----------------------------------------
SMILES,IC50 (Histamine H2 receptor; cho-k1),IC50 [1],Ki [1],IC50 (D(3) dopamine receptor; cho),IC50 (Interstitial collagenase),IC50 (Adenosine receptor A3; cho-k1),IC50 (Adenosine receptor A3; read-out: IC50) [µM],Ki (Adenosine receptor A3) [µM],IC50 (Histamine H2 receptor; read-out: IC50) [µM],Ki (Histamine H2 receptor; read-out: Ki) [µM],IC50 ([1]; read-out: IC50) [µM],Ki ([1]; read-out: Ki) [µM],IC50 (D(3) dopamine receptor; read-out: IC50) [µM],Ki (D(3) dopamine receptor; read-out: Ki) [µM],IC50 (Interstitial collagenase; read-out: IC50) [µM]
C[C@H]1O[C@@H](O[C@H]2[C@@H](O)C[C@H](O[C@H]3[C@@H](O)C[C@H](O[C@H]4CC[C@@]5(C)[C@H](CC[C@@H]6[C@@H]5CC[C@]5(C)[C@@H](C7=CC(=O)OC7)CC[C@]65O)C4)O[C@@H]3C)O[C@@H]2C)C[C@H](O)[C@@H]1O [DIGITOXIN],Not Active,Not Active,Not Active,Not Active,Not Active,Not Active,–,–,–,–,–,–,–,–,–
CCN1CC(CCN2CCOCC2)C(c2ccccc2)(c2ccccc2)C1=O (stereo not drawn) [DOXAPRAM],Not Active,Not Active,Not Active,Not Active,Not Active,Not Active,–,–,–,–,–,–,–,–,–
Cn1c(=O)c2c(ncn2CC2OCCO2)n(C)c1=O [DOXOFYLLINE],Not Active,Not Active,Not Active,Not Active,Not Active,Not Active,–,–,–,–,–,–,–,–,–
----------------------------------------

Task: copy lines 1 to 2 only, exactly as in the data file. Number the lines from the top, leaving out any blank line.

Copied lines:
SMILES,IC50 (Histamine H2 receptor; cho-k1),IC50 [1],Ki [1],IC50 (D(3) dopamine receptor; cho),IC50 (Interstitial collagenase),IC50 (Adenosine receptor A3; cho-k1),IC50 (Adenosine receptor A3; read-out: IC50) [µM],Ki (Adenosine receptor A3) [µM],IC50 (Histamine H2 receptor; read-out: IC50) [µM],Ki (Histamine H2 receptor; read-out: Ki) [µM],IC50 ([1]; read-out: IC50) [µM],Ki ([1]; read-out: Ki) [µM],IC50 (D(3) dopamine receptor; read-out: IC50) [µM],Ki (D(3) dopamine receptor; read-out: Ki) [µM],IC50 (Interstitial collagenase; read-out: IC50) [µM]
C[C@H]1O[C@@H](O[C@H]2[C@@H](O)C[C@H](O[C@H]3[C@@H](O)C[C@H](O[C@H]4CC[C@@]5(C)[C@H](CC[C@@H]6[C@@H]5CC[C@]5(C)[C@@H](C7=CC(=O)OC7)CC[C@]65O)C4)O[C@@H]3C)O[C@@H]2C)C[C@H](O)[C@@H]1O [DIGITOXIN],Not Active,Not Active,Not Active,Not Active,Not Active,Not Active,–,–,–,–,–,–,–,–,–